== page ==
Cashless transformations represent a game-changing opportunity to drive growth for GCC economies, with a potential to provide at least a 1 percent boost to non-oil GDP, equating to nearly USD 3 billion, to the region’s largest economies. Boston Consulting Group’s (BCG), recent study ‘How Cashless Payments Help Economies Grow’, shows that cash-intensive economies are at risk to lose financial potential, whereas those that switch to digital can boost annual GDP.
Today, cash remains the world’s most widely used payment instrument in the Kingdom of Saudi Arabia (KSA) and the United Arab Emirates (UAE). The UAE’s reliance on cash used in day-to-day transactions is forecasted to drop from 72 percent to 46 percent by 2021, according to BCG data.
“While payment systems are slow to adapt globally, there are big rewards available to countries willing to innovate and overhaul existing payment ecosystems,” said Godfrey Sullivan, Managing Director & Partner at BCG Middle East.
He added, “UAE’s economy could realize enormous benefits by adopting the cashless agenda and reap even more benefits when they execute this vision by shifting to a cash-free payment ecosystem. As a nation that has a clear roadmap for social and economic digital transformation, adopting a holistic approach to implementing electronic payment infrastructure will prepare them for achieving future progress.”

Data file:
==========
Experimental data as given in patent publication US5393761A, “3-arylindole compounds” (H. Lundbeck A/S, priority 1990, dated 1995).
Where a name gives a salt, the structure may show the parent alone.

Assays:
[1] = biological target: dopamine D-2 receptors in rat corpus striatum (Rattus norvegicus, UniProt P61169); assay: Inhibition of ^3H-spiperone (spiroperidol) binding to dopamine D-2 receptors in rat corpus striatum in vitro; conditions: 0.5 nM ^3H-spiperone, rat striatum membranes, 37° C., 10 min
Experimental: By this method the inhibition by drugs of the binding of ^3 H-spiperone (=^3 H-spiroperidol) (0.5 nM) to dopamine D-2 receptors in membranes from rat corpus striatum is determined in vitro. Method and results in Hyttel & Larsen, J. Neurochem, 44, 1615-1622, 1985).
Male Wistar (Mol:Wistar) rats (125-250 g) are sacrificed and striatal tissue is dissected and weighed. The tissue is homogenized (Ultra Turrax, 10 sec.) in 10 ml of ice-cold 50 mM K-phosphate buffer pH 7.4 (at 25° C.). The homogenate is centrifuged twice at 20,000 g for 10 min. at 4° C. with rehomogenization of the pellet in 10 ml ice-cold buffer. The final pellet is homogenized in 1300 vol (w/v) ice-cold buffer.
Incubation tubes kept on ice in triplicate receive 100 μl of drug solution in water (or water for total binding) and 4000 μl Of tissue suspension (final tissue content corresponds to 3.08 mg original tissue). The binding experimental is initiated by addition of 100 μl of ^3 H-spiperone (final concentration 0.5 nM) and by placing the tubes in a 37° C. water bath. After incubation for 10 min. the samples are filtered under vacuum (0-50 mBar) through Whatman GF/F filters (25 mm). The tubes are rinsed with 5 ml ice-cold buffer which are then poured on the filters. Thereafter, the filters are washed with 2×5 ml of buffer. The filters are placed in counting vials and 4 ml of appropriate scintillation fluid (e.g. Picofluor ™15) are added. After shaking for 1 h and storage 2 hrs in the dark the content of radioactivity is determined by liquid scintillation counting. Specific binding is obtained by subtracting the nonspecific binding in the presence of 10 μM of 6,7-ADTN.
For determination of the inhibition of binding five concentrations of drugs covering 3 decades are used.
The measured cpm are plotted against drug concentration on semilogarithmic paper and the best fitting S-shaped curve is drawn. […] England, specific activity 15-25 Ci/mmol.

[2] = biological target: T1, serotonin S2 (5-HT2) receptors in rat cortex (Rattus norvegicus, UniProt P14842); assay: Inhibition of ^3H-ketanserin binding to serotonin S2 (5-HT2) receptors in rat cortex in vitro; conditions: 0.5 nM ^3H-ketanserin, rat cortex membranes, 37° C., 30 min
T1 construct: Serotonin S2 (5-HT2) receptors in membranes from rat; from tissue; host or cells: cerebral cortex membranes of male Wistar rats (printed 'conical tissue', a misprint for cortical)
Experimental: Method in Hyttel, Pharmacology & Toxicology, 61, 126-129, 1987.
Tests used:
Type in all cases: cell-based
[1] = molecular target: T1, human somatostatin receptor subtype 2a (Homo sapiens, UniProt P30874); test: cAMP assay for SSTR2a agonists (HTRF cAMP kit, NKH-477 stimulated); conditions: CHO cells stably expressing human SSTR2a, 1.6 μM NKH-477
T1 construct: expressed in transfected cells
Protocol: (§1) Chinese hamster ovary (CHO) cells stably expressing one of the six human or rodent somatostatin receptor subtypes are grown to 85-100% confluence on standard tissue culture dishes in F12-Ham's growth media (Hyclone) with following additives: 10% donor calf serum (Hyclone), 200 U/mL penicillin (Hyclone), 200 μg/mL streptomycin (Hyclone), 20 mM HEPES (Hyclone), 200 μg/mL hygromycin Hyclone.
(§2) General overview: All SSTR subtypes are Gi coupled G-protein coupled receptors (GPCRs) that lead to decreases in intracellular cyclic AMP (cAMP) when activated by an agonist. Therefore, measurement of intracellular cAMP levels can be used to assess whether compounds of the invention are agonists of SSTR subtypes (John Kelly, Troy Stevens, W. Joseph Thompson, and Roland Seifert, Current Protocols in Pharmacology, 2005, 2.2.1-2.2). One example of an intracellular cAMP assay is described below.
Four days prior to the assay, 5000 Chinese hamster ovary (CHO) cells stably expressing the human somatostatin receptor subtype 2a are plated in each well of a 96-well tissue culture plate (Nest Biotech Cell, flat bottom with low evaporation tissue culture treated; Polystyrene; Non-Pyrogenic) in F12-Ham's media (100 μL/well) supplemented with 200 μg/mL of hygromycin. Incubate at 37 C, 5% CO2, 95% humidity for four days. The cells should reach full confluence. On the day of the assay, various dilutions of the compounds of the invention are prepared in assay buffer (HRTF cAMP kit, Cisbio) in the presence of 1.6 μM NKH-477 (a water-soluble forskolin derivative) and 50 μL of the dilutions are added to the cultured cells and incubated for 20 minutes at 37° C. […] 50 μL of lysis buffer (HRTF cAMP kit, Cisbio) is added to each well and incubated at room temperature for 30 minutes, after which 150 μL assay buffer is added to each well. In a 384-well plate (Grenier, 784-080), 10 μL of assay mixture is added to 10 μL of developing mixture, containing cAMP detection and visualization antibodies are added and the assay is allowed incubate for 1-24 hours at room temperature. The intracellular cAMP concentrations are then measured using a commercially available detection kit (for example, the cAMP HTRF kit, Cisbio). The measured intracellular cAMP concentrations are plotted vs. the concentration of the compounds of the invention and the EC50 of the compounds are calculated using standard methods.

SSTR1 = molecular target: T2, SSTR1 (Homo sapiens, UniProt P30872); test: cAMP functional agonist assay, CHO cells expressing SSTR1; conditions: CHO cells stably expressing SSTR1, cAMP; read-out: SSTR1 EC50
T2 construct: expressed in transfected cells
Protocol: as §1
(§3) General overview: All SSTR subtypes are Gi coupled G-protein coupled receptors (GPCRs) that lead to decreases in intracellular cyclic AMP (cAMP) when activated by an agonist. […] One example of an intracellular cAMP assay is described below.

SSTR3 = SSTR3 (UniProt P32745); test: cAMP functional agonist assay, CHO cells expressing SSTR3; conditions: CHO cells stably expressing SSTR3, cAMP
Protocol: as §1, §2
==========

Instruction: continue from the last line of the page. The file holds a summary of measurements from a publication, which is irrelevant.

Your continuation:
Barriers to cashless uptake are a common source of frustration for policymakers, merchants, and financial institutions.
While digital is an attractive alternative for many nations, areas of resistance remain. These include high cost of fees and charges that exist for electronic payments, lack of customer-centric solutions, a slow uptake by banks and companies in improving their cyber resilience in comparison to the rapid uptake of digital payments, and delays in real-time interbank transfers as a result of poor infrastructure.
The right strategies, incentives, infrastructure, and regulation can encourage innovation and boost public confidence in cashless systems. Partnerships between governments, central banks, and financial institutions are vital towards creating holistic national payment agendas.
For policy makers, the enablers of a cashless economy include establishing the right incentives and encouraging competition to ensure a level playing field. They also must provide supporting infrastructure for cashless payments and streamline and enforce regulations apart from partnering with the private sector.